Cricket is one of the most popular sports in the current and ex-commonwealth. In India and Australia, it is especially beloved and has a distinct social and sporting role to play. Cricket is largely viewed as a sedate pastime. This does not mean that it cannot lead to health complaints.
Cricket carries a rather distinct set of ailments along with it. Here are some of the most common cricketing injuries and some information on prevention and recovery. Interestingly, all of these injuries are more common among bowlers and fielders than they are among batters. Bowlers and fielders have to bear the brunt of more repetitive straining motions than their peers in front of the wicket.
Lower Back Pain
Lower back pain is very common amongst cricketers thanks to the repetitive strain put on the lumbar region during games – often for days on end in the case of test matches. Fast bowlers are especially prone to lower back pain due to the sharp whipping motion they cultivate to fling the ball at immense speeds. Lower back pain can become a chronic issue of not dealt with correctly – and has the potential to end a cricketer’s career. Modern cricket players are able to take advantage of many modern treatments for back pain – including the injection of stem cells. This treatment is conducted privately through companies like bioxcellerator.com.
Thrower’s elbow – or to name it correctly, medial epicondylitis – is a condition caused by the constant and repetitive strain of throwing a cricket ball. It is essentially an overuse injury and develops slowly over time. Symptoms include pain on the inside of the arm, weak wrists, and weak elbows. Once symptoms start, it is very important that a sufferer spends some time resting their arm. Symptoms will get progressively worse if the arm is not sufficiently rested. Using the POLICE injury protocol can aid in recovery.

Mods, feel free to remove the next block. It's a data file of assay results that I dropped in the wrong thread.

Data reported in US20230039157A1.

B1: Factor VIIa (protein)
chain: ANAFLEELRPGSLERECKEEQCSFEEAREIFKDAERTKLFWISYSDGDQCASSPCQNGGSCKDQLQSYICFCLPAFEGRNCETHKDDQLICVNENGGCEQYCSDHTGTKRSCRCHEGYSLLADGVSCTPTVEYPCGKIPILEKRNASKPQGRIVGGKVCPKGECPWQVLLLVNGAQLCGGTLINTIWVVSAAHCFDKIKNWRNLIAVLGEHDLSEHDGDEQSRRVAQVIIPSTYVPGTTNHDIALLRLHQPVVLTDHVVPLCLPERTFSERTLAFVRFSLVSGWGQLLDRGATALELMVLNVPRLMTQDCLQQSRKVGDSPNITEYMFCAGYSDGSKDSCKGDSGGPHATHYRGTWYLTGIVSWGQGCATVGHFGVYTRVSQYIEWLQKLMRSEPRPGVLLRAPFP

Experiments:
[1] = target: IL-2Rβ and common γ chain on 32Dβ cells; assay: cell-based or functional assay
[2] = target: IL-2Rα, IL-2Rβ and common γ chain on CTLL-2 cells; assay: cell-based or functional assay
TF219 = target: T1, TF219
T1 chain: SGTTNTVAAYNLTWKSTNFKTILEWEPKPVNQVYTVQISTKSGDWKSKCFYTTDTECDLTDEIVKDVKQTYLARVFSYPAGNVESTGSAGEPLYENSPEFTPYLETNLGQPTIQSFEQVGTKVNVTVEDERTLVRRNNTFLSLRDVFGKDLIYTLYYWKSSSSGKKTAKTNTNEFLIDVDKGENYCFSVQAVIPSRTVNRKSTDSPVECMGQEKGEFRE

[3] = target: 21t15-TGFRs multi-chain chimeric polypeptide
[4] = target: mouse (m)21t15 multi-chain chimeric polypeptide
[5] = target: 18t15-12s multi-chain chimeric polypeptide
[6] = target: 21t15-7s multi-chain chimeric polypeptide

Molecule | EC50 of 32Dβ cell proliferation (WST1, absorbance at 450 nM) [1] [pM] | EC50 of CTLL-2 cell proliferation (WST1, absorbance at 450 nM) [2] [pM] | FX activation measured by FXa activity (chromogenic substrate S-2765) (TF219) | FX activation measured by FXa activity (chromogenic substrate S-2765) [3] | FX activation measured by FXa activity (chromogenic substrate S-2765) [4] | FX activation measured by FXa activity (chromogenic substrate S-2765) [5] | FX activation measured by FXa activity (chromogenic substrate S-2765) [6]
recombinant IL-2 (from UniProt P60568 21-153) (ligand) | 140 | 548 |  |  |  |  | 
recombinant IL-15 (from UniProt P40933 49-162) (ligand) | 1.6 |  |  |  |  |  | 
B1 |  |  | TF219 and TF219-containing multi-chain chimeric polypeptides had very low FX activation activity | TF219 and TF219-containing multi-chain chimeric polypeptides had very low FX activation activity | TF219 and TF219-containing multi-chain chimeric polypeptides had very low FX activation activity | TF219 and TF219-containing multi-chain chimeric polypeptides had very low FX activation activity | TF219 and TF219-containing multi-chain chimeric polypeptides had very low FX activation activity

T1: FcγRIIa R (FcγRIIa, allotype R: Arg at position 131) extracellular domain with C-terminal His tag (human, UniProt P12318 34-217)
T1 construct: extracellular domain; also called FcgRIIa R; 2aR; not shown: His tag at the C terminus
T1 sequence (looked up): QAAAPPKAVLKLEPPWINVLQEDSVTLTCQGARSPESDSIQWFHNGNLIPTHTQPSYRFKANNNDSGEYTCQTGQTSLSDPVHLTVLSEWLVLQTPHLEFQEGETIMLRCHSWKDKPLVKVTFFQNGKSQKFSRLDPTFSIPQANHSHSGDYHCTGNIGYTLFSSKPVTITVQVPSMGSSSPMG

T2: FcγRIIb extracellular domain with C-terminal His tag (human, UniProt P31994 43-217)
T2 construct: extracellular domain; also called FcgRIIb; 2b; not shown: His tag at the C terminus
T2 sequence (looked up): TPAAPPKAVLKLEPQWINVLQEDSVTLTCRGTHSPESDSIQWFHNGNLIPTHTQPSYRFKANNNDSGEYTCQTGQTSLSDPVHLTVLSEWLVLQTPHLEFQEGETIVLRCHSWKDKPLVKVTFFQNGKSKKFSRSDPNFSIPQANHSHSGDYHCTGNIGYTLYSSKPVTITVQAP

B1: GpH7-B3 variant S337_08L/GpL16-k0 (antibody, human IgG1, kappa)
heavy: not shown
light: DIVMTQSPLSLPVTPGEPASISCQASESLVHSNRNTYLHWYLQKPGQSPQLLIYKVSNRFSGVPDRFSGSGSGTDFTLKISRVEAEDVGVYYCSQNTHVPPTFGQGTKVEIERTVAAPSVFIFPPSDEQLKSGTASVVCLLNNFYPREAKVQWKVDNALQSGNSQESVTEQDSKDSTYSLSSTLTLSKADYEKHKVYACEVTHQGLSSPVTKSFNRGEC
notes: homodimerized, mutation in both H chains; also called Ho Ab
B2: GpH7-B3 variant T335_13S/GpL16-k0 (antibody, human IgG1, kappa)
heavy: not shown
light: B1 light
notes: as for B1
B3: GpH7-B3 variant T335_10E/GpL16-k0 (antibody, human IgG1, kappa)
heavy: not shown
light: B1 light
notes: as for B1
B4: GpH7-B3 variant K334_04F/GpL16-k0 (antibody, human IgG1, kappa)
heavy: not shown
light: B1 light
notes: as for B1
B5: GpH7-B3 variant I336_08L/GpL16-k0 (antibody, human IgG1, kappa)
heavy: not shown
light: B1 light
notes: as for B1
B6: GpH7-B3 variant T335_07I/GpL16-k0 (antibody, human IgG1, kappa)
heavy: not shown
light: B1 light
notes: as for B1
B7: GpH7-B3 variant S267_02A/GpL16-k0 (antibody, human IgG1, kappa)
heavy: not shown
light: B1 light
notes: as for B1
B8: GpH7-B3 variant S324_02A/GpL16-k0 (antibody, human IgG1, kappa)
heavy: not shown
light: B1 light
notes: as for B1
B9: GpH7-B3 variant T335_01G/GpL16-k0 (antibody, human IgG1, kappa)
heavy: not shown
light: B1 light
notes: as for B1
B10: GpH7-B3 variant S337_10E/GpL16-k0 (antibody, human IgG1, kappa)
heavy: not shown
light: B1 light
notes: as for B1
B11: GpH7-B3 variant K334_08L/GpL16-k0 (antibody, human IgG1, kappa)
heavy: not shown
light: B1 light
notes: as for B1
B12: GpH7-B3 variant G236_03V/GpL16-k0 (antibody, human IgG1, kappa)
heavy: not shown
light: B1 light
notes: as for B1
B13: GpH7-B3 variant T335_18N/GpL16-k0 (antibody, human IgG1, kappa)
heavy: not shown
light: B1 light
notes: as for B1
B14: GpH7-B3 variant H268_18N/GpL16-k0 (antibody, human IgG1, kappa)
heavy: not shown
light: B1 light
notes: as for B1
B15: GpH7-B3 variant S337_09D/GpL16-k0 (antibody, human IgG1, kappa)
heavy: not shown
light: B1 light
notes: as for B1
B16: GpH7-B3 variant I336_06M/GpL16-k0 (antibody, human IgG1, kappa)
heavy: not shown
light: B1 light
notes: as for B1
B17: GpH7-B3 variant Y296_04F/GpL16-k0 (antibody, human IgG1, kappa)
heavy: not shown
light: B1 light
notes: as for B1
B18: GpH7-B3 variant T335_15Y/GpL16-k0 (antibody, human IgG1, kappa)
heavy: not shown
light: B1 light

Rotator Cuff Injuries
The rotator cuff resides in the shoulder and consists of the four muscles that stabilize the shoulder joint. These muscles are regularly strained during cricket. Batting, bowling, and fielding all put a great deal of strain on the shoulder. Inflamed shoulder cuff muscles will restrict movement and develop a throbbing pain. Rest and ice are essential for cricketers recovering from a rotator cuff injury.
Hamstring strains are relatively common in cricket – especially amongst fielders. This is because long periods of inactivity are punctuated by short, sharp sprints. Suddenly sprinting after a long period of inactivity is a great way to strain your muscles and tear your ligaments. Preventing injuries like this is relatively simple. Cricketers need to warm up thoroughly and periodically stretch during times of inactivity.
Abdominal Side Strain
Bowlers are prone to abdominal side strain – an injury involving tears or stretches in muscles running along the side of the body. Abdominal side strain can be immensely painful, but it rarely results in long-lasting injuries. As with all strains, rest and ice are the keys to a speedy recovery.